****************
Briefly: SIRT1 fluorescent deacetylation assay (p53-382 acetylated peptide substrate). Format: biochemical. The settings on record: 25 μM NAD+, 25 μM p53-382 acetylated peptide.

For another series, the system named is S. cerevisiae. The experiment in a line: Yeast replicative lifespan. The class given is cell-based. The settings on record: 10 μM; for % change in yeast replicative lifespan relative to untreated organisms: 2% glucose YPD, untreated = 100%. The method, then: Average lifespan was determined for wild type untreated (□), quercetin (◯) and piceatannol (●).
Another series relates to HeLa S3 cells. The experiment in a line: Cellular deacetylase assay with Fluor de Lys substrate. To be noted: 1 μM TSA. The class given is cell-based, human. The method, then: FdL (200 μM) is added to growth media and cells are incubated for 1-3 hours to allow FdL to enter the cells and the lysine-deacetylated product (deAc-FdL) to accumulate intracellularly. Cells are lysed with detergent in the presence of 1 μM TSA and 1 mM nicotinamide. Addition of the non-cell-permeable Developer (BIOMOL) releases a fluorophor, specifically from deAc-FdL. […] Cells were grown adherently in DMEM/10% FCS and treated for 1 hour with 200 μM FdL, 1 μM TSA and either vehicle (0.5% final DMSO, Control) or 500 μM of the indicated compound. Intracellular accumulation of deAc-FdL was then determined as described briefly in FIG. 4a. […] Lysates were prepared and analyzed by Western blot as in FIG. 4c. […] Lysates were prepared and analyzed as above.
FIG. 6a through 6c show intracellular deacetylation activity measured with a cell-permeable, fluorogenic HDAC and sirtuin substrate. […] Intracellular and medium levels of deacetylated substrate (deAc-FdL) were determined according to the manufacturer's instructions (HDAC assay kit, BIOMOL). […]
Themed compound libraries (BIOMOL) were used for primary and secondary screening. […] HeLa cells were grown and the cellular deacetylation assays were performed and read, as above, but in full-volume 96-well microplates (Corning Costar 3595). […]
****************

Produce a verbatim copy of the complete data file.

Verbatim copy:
Briefly: SIRT1 fluorescent deacetylation assay (p53-382 acetylated peptide substrate). Format: biochemical. The settings on record: 25 μM NAD+, 25 μM p53-382 acetylated peptide.

For another series, the system named is S. cerevisiae. The experiment in a line: Yeast replicative lifespan. The class given is cell-based. The settings on record: 10 μM; for % change in yeast replicative lifespan relative to untreated organisms: 2% glucose YPD, untreated = 100%. The method, then: Average lifespan was determined for wild type untreated (□), quercetin (◯) and piceatannol (●).
Another series relates to HeLa S3 cells. The experiment in a line: Cellular deacetylase assay with Fluor de Lys substrate. To be noted: 1 μM TSA. The class given is cell-based, human. The method, then: FdL (200 μM) is added to growth media and cells are incubated for 1-3 hours to allow FdL to enter the cells and the lysine-deacetylated product (deAc-FdL) to accumulate intracellularly. Cells are lysed with detergent in the presence of 1 μM TSA and 1 mM nicotinamide. Addition of the non-cell-permeable Developer (BIOMOL) releases a fluorophor, specifically from deAc-FdL. […] Cells were grown adherently in DMEM/10% FCS and treated for 1 hour with 200 μM FdL, 1 μM TSA and either vehicle (0.5% final DMSO, Control) or 500 μM of the indicated compound. Intracellular accumulation of deAc-FdL was then determined as described briefly in FIG. 4a. […] Lysates were prepared and analyzed by Western blot as in FIG. 4c. […] Lysates were prepared and analyzed as above.
FIG. 6a through 6c show intracellular deacetylation activity measured with a cell-permeable, fluorogenic HDAC and sirtuin substrate. […] Intracellular and medium levels of deacetylated substrate (deAc-FdL) were determined according to the manufacturer's instructions (HDAC assay kit, BIOMOL). […]
Themed compound libraries (BIOMOL) were used for primary and secondary screening. […] HeLa cells were grown and the cellular deacetylation assays were performed and read, as above, but in full-volume 96-well microplates (Corning Costar 3595). […]